Document Detail

Usefulness of right-to-left shunting and poor exercise gas exchange for predicting prognosis in patients with pulmonary arterial hypertension.
MedLine Citation:
PMID:  20381675     Owner:  NLM     Status:  MEDLINE    
We hypothesized that the longitudinal changes in peak oxygen uptake, ventilatory efficiency, and exercise-induced right-to-left shunting in patients with pulmonary arterial hypertension (PAH) would predict outcomes better than baseline measurements alone. Patients with PAH die prematurely. Identifying prognostic markers is critical for treating patients with PAH; however, longitudinal prognostic information of PAH is limited. We enrolled 103 patients with PAH into a long-term, prospective outcome study using serial cardiopulmonary exercise testing to measure the peak oxygen uptake, ventilatory efficiency (ratio of ventilation to carbon dioxide output at the anaerobic threshold), right-to-left shunting, and other factors in patients treated with optimal therapy. The patients were followed up for a mean of 4.7 years. During the study period, 20 patients died, and 3 underwent lung transplantation. The baseline peak oxygen uptake and ventilatory efficiency was 0.79 L/min and 49 (normal <34), respectively, reflecting severe disease. Poorer ventilatory efficiency and greater New York Heart Association classification were associated with poor outcome at baseline and at follow-up. On multivariate analysis, the persistence or development of an exercise-induced right-to-left shunt strongly predicted death or transplantation (p <0.0001), independent of the hemodynamics and all other exercise measures, including peak oxygen uptake and ventilatory efficiency. The absence of a shunt at baseline was associated with a 20% rate of nonsurvival, which decreased to 7% at follow-up. A poorer ventilatory efficiency appeared to be associated with a poor outcome in patients without a shunt. In conclusion, a persistent exercise-induced right-to-left shunt and poor ventilatory efficiency were highly predictive of poor outcomes in patients with pulmonary arterial hypertension.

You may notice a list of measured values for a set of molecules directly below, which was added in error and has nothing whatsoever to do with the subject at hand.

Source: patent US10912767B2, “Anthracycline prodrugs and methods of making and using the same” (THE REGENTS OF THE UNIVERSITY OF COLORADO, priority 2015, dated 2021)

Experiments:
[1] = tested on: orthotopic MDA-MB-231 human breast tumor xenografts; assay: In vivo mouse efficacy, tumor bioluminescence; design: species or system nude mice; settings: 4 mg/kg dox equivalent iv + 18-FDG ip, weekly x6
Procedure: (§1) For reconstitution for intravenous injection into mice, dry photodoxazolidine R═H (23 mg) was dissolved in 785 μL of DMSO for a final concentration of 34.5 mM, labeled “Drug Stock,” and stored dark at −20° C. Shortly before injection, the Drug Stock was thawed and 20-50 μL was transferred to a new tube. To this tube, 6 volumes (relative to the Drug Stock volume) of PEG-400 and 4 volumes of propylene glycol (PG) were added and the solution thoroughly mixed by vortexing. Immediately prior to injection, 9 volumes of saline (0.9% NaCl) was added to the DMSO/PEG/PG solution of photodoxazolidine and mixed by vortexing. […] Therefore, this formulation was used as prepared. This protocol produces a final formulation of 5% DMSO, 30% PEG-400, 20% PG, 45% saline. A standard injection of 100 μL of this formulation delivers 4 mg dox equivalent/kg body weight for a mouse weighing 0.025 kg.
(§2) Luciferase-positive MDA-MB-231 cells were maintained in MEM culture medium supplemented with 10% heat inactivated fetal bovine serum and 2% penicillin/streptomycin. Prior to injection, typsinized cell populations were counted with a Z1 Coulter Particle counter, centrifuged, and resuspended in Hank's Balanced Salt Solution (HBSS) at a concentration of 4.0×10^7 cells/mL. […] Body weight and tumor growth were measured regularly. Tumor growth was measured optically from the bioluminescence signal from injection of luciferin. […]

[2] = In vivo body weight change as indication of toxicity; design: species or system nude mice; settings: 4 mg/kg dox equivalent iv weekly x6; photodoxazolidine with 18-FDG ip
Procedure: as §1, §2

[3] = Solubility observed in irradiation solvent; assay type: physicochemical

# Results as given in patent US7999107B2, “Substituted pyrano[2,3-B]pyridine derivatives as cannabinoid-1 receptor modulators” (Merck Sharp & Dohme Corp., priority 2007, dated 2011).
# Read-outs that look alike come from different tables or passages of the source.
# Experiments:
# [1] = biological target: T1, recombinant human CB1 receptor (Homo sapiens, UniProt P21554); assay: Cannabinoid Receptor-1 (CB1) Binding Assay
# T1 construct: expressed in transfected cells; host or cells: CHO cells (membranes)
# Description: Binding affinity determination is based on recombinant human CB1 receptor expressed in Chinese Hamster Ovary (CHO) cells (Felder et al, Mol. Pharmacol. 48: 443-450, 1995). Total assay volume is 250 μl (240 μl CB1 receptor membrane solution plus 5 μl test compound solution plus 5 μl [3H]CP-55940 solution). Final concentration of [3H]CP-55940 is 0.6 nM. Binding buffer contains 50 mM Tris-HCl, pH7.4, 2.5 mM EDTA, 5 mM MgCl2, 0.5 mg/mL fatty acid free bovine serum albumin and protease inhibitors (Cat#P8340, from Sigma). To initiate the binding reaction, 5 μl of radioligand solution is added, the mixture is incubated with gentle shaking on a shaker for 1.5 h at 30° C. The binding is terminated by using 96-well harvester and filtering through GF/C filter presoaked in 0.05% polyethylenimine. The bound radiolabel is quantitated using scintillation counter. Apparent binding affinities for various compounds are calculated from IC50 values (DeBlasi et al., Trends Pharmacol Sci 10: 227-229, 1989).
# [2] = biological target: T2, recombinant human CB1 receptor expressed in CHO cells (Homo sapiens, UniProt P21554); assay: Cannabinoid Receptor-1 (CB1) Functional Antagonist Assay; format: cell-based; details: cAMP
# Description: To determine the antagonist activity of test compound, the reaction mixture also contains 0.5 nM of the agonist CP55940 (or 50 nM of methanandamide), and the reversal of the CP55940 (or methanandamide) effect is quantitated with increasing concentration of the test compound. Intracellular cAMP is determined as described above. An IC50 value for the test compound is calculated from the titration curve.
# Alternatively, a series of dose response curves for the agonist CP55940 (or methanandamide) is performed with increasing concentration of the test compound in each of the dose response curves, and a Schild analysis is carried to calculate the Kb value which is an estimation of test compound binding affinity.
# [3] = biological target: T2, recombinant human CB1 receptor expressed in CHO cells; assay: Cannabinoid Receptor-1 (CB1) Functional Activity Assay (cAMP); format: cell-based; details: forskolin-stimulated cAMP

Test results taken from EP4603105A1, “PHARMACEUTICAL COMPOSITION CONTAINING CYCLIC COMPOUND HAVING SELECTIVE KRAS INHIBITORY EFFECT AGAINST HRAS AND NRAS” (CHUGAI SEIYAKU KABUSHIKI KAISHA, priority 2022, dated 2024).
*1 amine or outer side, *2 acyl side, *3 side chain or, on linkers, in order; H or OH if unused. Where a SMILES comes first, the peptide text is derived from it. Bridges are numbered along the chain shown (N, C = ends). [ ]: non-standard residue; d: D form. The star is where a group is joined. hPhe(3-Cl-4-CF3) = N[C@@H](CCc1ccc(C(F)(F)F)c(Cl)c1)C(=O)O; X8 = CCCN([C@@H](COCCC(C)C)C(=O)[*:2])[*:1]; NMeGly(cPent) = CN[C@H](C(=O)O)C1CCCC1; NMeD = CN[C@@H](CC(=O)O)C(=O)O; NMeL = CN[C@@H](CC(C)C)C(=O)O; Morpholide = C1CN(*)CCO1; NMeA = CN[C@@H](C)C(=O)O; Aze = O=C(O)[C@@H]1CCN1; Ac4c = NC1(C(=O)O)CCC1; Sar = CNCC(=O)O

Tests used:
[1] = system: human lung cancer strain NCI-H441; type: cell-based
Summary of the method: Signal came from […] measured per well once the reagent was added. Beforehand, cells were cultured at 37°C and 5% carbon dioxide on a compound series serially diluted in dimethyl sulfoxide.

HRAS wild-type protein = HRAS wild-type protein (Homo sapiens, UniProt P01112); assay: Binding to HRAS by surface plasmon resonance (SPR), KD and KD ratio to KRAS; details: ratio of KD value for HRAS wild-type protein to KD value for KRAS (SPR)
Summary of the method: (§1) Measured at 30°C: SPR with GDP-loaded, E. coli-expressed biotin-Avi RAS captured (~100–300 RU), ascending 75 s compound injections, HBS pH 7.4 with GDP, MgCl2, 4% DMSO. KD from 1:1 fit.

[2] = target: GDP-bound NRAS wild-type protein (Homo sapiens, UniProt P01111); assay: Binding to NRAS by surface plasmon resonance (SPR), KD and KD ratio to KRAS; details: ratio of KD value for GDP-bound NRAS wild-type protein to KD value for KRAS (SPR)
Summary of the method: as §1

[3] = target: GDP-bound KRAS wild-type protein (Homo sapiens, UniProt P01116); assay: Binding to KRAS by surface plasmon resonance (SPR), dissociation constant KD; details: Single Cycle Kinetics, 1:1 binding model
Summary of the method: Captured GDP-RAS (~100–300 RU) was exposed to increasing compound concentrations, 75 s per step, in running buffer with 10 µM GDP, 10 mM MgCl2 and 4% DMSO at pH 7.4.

Ronald J Oudiz; Raghu Midde; Arsen Hovenesyan; Xing-Guo Sun; Giorgio Roveran; James E Hansen; Karlman Wasserman
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Publication Detail:
Type:  Comparative Study; Journal Article; Research Support, N.I.H., Extramural; Research Support, Non-U.S. Gov't    
Journal Detail:
Title:  The American journal of cardiology     Volume:  105     ISSN:  1879-1913     ISO Abbreviation:  Am. J. Cardiol.     Publication Date:  2010 Apr 
Date Detail:
Created Date:  2010-04-12     Completed Date:  2010-06-15     Revised Date:  2011-07-28    
Medline Journal Info:
Nlm Unique ID:  0207277     Medline TA:  Am J Cardiol     Country:  United States    
Other Details:
Languages:  eng     Pagination:  1186-91     Citation Subset:  AIM; IM    
Copyright Information:
Copyright 2010 Elsevier Inc. All rights reserved.
Department of Medicine, Division of Cardiology, Los Angeles Biomedical Research Institute, Harbor-UCLA Medical Center, Torrance, CA, USA.
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MeSH Terms
Exercise Test / methods*
Exercise Tolerance / physiology*
Follow-Up Studies
Hypertension, Pulmonary / diagnosis*,  mortality,  physiopathology
Middle Aged
Prospective Studies
Pulmonary Circulation*
Pulmonary Gas Exchange / physiology*
Pulmonary Wedge Pressure / physiology*
Severity of Illness Index
Survival Rate / trends
Time Factors
United States / epidemiology
Grant Support
1 K23 RR17596-01/RR/NCRR NIH HHS; K23 RR017596-01/RR/NCRR NIH HHS; M01 RR000425-407583/RR/NCRR NIH HHS; M01-RR00425/RR/NCRR NIH HHS

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